Tuesday, June 12, 2018

Court decision revealed


Another Carey family 
member has a troubled past


By David Baker
Posted June 12, 2018

Mariah Carey’s older brother Morgan once agreed to kill a man for $30,000, according to a 1987 decision in an U.S. appeals court case.

Virginia Maddox was convicted of shooting her estranged husband with a rifle at her Suffolk County, Long Island home in 1980. Prior to the shooting, Carey, who was acquainted with one of her sons, agreed to kill William Maddox and accepted $1,500 from Virginia Maddox as a down payment. Carey reportedly told a court he had no intention of carrying out the killing.

Carey was testifying as a witness against Maddox, who was convicted of soliciting Carey, as well as of second-degree murder. She was sentenced to 15 years in prison. She later appealed, claiming her lawyer had failed to properly investigate her claim of extreme mental disturbance, and that the supervising D.A, who had gone into practice with a lawyer who was representing her sons on a contingency basis in litigation over her husband’s estate would benefit if she was convicted of murder because under New York law she would be precluded from receiving any share of the estate.

The appeals court sent the case back to the lower court for further action based on its decision. The result of that proceeding, or if Carey faced any charges, could not immediately be determined.

The decision, dated May 18, 1987, was from the U.S. Court of Appeals, Second Circuit, sitting in Washington, D.C.

This case would not be Carey’s only involvement in criminal proceedings. In June 1997 he was charged with assault with a deadly weapon after allegedly firing a 9mm automatic at another man during a dispute at his Los Angeles home, according to a story in the New York Daily News. He was sent to jail on $30,000 bail and released the next day.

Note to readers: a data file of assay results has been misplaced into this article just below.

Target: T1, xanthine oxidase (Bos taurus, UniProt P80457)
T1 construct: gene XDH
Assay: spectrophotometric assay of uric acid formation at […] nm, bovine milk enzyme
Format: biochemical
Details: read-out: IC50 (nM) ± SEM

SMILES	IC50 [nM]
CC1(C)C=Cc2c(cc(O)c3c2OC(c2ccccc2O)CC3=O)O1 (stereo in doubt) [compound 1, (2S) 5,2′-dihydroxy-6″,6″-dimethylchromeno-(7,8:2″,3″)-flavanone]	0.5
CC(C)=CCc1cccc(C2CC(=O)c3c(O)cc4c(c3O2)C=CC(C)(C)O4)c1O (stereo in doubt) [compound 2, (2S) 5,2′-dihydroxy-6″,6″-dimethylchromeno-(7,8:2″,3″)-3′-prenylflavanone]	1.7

The other man, Lawrence Dwonch, was unhurt. He was charged with threatening Carey. 

The outcomes of the two cases also could not immediately be learned.

Morgan Carey, now 57, has been estranged from his two sisters, Mariah Carey and Alison Carey for years. In 2016, he slammed Mariah in several media stories for refusing to help Alison even after Alison received a traumatic brain injury during a robbery at her home on Long Island. By then a virtual stranger, he visited her when she was in a hospital following surgery to stop a hemorrhage caused by the assault.  But that resumption of the relationship lasted only few months; the two have had no contact for over a year. 


***

Saturday, June 9, 2018

A childhood lost


Hall of unspeakable horrors

For decades, Alison Carey has said little about the horrific abuse she endured as a child. But now, struggling with the debilitating effects of a brain injury, broke and abandoned by her family, she is ready to speak out. 

By David Baker
First posted October 15, 2016

One of Alison Carey’s earliest memories - she was probably under 5 years old - is of the castle.

It’s not really a castle. But to a small child, taken there in the dead of night, the huge building with the turrets could look like a castle.

It was there, Alison says, that Satanic rituals, led by her mother, Patricia, took place.

She says she remembers people wearing hooded cloaks, standing in a circle and chanting.

There was sexual activity. And then there were the sacrifices, which the participants believed would please the deity they were there to worship.

Asked if she had seen a sacrifice, Alison was silent for a moment. And then, with a pained expression on her face she said, “Yes.”

Alison was not expected to be just a spectator; She says she was to be trained to run what she calls the group.

At first, a small child would not understand what was happening. But as she grew older, she began to comprehend the horror of it, and that it was something most children were not exposed to.